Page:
Poet Mark Halliday earned a BA and an MA from Brown University, and a PhD from Brandeis University. Halliday has published several collections of poetry, including Little Star (1987), selected for the National Poetry Series; Tasker Street (1992), winner of the Juniper Prize; Jab (2002); and Keep This Forever (2008).

Influenced by New York School poets Kenneth Koch and Frank O’Hara, Halliday writes disarmingly accessible and humorous poems that use conversational markers to lead the reader on nuanced metaphysical, postmodern, and personal explorations. Using a term Halliday coined, critic David Graham describes Halliday’s work as “ultra-talk.” The New Yorker has also praised Halliday’s poetry, noting, “He is prolix and quotidian, a Whitman in a supermarket, a confessional poet who does not take himself very seriously.”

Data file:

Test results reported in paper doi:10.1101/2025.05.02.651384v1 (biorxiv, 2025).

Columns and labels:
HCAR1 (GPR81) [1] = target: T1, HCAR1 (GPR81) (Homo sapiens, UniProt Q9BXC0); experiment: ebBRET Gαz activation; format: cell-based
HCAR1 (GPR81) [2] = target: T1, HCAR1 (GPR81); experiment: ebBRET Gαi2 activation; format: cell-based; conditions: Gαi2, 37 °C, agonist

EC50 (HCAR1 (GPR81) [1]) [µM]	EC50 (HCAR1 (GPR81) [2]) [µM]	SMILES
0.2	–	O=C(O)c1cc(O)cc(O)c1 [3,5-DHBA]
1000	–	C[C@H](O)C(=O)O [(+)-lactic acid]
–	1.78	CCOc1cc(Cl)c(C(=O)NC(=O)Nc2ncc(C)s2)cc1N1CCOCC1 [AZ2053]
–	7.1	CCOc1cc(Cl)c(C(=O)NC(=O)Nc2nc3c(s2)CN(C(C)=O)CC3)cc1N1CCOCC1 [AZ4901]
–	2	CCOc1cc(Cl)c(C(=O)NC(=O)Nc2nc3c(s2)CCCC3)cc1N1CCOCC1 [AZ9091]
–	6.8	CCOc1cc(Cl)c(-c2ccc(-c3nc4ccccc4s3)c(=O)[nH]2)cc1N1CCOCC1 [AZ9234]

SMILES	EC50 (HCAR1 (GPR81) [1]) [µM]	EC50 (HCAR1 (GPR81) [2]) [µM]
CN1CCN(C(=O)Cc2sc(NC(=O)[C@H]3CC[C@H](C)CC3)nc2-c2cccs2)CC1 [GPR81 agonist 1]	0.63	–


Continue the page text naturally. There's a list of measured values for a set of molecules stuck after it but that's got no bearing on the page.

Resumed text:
Halliday’s prose includes a study of Wallace Stevens, Stevens and the Interpersonal (1991), and a book on poetics, The Sighted Singer (1992), co-authored with Allen Grossman.

Halliday has won the Rome Fellowship in Literature from the American Academy of Arts and Letters, a Lila Wallace/Reader’s Digest Foundation Writer’s Award, and a Guggenheim Fellowship. He has taught at Indiana University, Western Michigan University, and Ohio University.